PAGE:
features

The Record
10:17 am
Wed June 13, 2012

A Night Out In New Orleans' New Bohemia

Quintron (at left, in suit and shorts) conducts while Lady Tambourine plays at The Music Box on Saturday night.
Zack Smith

Originally published on Tue September 18, 2012 6:40 pm

I'm spending June in New Orleans, digging into the soft wet earth of American music. A week in, I feel like I've barely begun to explore. The minute I try to say what draws me to New Orleans music, I realize that the core of it is always changing. It's not just the variety, though I love that in the first few days here, I caught classic blues on Frenchmen Street, a wild bounce night downtown, my longtime favorite Susan Cowsill singing Dusty Springfield covers in the Garden District, and a brass band on the corner in the French Quarter.

Read more
The Times-Picayune
12:44 am
Wed June 13, 2012

City news organizations respond to Times-Picayune layoffs

News of the widespread layoffs at The Times-Picayune, the city’s only daily newspaper and a mainstay of morning routine for generations of New Orleanians, continued to reverberate throughout the city’s media establishment late Tuesday.

Read more
Summer Science
4:08 am
Tue June 12, 2012

Summer Science: The Perfectly Toasted Marshmallow

Joe Palca's perfectly toasted marshmallow.
Maggie Starbard NPR

Originally published on Tue June 12, 2012 7:18 am

It's the epic quest of campers everywhere: How do you get the perfectly toasted marshmallow? In our inaugural installment of NPR's Summer Science series, we gave some guidance on the first key ingredient: how to build the campfire. (Later this summer, we'll attempt to answer the vexing question of how to stave off brain freeze.)

Read more
U.S.
4:27 pm
Mon June 11, 2012

Program Teaches Vets How To Survive The Classroom

Jay Blake (left), who served in the Marines, rides the elevator with his fellow students at Sierra Community College in Rocklin, Calif.
David Gilkey NPR

Originally published on Mon June 11, 2012 9:55 pm

Most American troops have left Iraq, and many have left Afghanistan. Now more than half a million of them have left the service — and they're going to college. Some vets say the transition is like landing on another planet, but they aren't the only ones struggling: The college staffs are, too.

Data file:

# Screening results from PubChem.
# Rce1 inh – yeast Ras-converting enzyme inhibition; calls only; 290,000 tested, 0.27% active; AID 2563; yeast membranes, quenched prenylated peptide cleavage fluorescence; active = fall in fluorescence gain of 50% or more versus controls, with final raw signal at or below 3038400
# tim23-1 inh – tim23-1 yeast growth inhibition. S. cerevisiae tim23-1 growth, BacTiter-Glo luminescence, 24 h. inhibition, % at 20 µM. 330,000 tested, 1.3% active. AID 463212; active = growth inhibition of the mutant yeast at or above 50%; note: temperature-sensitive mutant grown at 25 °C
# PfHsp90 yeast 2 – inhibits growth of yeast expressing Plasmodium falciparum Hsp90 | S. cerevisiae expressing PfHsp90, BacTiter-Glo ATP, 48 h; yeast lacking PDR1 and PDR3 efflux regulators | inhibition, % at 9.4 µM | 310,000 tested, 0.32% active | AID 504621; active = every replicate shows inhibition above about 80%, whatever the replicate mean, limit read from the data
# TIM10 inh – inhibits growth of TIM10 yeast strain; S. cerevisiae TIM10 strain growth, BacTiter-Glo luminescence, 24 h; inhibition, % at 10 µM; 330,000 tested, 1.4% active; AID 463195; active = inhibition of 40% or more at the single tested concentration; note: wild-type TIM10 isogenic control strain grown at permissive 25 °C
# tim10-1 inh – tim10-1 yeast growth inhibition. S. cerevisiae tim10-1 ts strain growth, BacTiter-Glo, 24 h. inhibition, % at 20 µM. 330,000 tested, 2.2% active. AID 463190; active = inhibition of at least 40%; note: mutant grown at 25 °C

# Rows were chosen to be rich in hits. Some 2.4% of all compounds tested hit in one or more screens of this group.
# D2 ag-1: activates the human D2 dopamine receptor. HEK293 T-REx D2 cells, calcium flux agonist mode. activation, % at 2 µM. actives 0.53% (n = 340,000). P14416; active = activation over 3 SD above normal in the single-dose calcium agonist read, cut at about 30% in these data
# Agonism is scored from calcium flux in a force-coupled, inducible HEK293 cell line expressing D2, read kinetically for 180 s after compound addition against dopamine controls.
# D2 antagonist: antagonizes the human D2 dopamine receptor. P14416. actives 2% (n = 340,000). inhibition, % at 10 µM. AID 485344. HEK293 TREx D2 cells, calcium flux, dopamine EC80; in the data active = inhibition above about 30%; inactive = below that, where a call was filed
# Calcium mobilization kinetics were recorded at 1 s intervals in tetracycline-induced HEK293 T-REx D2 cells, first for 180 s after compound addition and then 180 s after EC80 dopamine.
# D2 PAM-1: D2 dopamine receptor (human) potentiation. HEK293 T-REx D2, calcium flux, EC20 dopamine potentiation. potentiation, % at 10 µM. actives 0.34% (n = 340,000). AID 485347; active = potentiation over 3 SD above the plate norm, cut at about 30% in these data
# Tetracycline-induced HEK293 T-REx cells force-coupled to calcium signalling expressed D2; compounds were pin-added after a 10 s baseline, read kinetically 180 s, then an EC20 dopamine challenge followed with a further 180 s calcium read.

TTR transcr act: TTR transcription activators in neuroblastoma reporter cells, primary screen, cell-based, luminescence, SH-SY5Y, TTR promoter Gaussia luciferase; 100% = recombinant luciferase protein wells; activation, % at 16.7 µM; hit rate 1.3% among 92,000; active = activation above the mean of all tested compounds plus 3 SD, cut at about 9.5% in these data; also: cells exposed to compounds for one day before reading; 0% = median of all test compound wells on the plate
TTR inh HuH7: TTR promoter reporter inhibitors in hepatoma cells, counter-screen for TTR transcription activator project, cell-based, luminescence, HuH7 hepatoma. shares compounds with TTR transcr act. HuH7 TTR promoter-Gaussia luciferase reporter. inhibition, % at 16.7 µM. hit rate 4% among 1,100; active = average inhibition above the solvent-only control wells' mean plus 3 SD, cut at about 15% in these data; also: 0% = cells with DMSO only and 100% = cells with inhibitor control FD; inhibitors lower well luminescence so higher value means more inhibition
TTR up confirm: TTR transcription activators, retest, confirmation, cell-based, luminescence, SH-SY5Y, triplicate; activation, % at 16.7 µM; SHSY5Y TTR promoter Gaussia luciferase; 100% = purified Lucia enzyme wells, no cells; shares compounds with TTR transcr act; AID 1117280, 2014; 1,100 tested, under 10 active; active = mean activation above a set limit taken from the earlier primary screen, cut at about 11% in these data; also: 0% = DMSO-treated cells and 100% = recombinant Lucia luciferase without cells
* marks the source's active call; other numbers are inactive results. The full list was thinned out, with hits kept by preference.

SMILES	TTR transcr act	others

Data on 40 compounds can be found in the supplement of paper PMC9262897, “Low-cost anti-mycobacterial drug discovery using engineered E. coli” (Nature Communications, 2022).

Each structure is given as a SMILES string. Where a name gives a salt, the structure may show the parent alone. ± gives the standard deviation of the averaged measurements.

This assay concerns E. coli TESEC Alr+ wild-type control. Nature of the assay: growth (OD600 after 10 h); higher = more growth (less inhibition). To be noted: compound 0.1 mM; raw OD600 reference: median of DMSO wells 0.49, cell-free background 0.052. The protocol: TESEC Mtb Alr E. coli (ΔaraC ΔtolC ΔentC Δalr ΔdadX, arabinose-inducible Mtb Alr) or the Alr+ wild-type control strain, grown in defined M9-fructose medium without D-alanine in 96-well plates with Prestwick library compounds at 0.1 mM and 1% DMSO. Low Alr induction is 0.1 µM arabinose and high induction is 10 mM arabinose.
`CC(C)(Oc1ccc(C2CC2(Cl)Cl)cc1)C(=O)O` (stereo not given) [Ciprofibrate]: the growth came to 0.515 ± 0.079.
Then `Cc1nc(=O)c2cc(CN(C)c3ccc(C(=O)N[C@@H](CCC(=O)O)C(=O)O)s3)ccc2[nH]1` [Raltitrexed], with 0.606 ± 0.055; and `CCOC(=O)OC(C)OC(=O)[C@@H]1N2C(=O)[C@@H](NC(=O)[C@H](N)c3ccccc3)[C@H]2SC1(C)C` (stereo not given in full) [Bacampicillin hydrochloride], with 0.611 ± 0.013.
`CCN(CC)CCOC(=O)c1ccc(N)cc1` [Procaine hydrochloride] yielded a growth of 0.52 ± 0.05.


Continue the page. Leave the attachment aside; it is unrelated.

Read more
Louisiana Prison Policy
2:07 pm
Mon June 11, 2012

Loyola panel to examine Louisiana's exploding prison population

Loyola University's Institute for Quality and Equity in Education, in conjunction with the Foundation for Louisiana, will host “Louisiana Incarcerated: An Evening with Cindy Chang,” a panel discussion convened to examine the multifaceted issue of the business of incarceration in Louisiana.

Read more
The Diamond Jubilee
8:24 pm
Sat June 9, 2012

Tabasco gift spices up queen's jubilee

NEW IBERIA — The McIlhenny Co. got in on the pomp and circumstance of Queen Elizabeth II's diamond jubilee by sending the monarch a sterling silver Tabasco sauce holder.

The Daily Iberian reports company chairman and CEO Paul McIlhenny said it's rare the company sends such gifts to royalty, but he thought the Queen's 60 years on the British throne deserved a present.

Elizabeth came to the throne on Feb. 6, 1952 on the death of her father King George VI. Her coronation took place in June 1953.

Fresh Air
11:37 am
Tue June 5, 2012

How Louisiana Became The World's 'Prison Capital'

In the past two decades, Louisiana's prison population has doubled.
iStockphoto.com

Originally published on Tue June 5, 2012 1:07 pm

A new expose by The Times-Picayune of New Orleans calls Louisiana the "world's prison capital."

The state imprisons more people per capita than any other state or country in the world, with one out of every 86 adults behind bars. Its rate of incarceration is three times higher than Iran's and 10 times higher than Germany's.

How did Louisiana double its prison population in the past 20 years? And what differentiates it from other states?

Read more
Summer Science
1:42 am
Mon June 4, 2012

Summer Science: How To Build A Campfire

iStockphoto.com

Originally published on Mon June 4, 2012 10:10 am

Summer living is supposed to be easy — school is out, the days are long, the traffic eases. But it's not all inner tubes and lemonade: Summer can throw us some curveballs, too. How can I avoid sunburn? What can I do to stave off that brain freeze? Why do my s'mores always burn?

Fear not; NPR is here to help. As part of our new Summer Science series, we'll turn to science to tackle these vexing questions, starting with how to build the perfect campfire.

Read more
Notes from New Orleans
5:00 am
Fri June 1, 2012

The Many Hats of Chef Johnny Blancher

The desire to source food locally has caused many restaurants to reevaluate how they do business. That's just one of the reasons why a local chef has transformed a patch of land across from his establishment into an urban farmstead. On this week's Notes from New Orleans we'll hear how farming is just one of the many responsibilities juggled by Johnny Blancher.

To read a related article written by Sharon Litwin, visit Nolavie.com.

The Listening Room
4:38 pm
Wed May 30, 2012

Intelligence Squared Debate Series: College Football

Corruption and a growing concern for head injury have put college football in the spotlight. Are football program's millions in profits exploitation? Or are they still a celebration of amateur sport?

Read more

Pages